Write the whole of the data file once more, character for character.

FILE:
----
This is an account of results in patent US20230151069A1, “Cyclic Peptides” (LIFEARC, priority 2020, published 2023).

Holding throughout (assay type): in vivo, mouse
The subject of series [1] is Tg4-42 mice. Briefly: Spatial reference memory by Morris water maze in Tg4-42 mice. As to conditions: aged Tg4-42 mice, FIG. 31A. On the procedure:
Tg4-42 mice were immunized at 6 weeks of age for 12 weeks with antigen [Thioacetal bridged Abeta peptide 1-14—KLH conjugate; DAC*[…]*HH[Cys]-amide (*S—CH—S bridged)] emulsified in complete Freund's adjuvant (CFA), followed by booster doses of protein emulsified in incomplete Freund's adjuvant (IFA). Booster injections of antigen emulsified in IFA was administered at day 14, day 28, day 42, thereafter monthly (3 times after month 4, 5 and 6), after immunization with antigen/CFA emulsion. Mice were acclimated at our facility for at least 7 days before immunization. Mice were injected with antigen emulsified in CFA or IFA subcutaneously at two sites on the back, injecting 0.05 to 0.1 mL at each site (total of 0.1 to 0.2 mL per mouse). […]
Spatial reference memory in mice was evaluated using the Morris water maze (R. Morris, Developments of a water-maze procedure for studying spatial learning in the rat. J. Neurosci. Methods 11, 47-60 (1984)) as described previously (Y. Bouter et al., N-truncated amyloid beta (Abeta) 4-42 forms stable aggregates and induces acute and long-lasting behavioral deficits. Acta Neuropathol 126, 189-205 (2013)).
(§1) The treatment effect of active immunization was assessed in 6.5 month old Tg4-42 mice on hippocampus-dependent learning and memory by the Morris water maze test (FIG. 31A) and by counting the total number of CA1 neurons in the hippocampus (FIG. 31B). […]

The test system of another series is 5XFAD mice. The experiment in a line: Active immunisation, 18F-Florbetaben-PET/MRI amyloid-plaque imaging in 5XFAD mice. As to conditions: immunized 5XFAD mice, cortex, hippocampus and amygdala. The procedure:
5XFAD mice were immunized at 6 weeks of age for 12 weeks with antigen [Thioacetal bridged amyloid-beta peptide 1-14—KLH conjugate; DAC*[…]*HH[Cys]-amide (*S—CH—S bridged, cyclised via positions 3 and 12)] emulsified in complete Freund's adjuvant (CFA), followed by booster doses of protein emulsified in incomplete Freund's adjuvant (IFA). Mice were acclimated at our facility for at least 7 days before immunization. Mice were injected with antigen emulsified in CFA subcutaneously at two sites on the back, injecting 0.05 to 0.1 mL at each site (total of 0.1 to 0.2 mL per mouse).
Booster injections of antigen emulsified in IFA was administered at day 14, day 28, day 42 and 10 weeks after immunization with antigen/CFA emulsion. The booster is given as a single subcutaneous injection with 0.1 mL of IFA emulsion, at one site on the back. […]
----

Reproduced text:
This is an account of results in patent US20230151069A1, “Cyclic Peptides” (LIFEARC, priority 2020, published 2023).

Holding throughout (assay type): in vivo, mouse
The subject of series [1] is Tg4-42 mice. Briefly: Spatial reference memory by Morris water maze in Tg4-42 mice. As to conditions: aged Tg4-42 mice, FIG. 31A. On the procedure:
Tg4-42 mice were immunized at 6 weeks of age for 12 weeks with antigen [Thioacetal bridged Abeta peptide 1-14—KLH conjugate; DAC*[…]*HH[Cys]-amide (*S—CH—S bridged)] emulsified in complete Freund's adjuvant (CFA), followed by booster doses of protein emulsified in incomplete Freund's adjuvant (IFA). Booster injections of antigen emulsified in IFA was administered at day 14, day 28, day 42, thereafter monthly (3 times after month 4, 5 and 6), after immunization with antigen/CFA emulsion. Mice were acclimated at our facility for at least 7 days before immunization. Mice were injected with antigen emulsified in CFA or IFA subcutaneously at two sites on the back, injecting 0.05 to 0.1 mL at each site (total of 0.1 to 0.2 mL per mouse). […]
Spatial reference memory in mice was evaluated using the Morris water maze (R. Morris, Developments of a water-maze procedure for studying spatial learning in the rat. J. Neurosci. Methods 11, 47-60 (1984)) as described previously (Y. Bouter et al., N-truncated amyloid beta (Abeta) 4-42 forms stable aggregates and induces acute and long-lasting behavioral deficits. Acta Neuropathol 126, 189-205 (2013)).
(§1) The treatment effect of active immunization was assessed in 6.5 month old Tg4-42 mice on hippocampus-dependent learning and memory by the Morris water maze test (FIG. 31A) and by counting the total number of CA1 neurons in the hippocampus (FIG. 31B). […]

The test system of another series is 5XFAD mice. The experiment in a line: Active immunisation, 18F-Florbetaben-PET/MRI amyloid-plaque imaging in 5XFAD mice. As to conditions: immunized 5XFAD mice, cortex, hippocampus and amygdala. The procedure:
5XFAD mice were immunized at 6 weeks of age for 12 weeks with antigen [Thioacetal bridged amyloid-beta peptide 1-14—KLH conjugate; DAC*[…]*HH[Cys]-amide (*S—CH—S bridged, cyclised via positions 3 and 12)] emulsified in complete Freund's adjuvant (CFA), followed by booster doses of protein emulsified in incomplete Freund's adjuvant (IFA). Mice were acclimated at our facility for at least 7 days before immunization. Mice were injected with antigen emulsified in CFA subcutaneously at two sites on the back, injecting 0.05 to 0.1 mL at each site (total of 0.1 to 0.2 mL per mouse).
Booster injections of antigen emulsified in IFA was administered at day 14, day 28, day 42 and 10 weeks after immunization with antigen/CFA emulsion. The booster is given as a single subcutaneous injection with 0.1 mL of IFA emulsion, at one site on the back. […]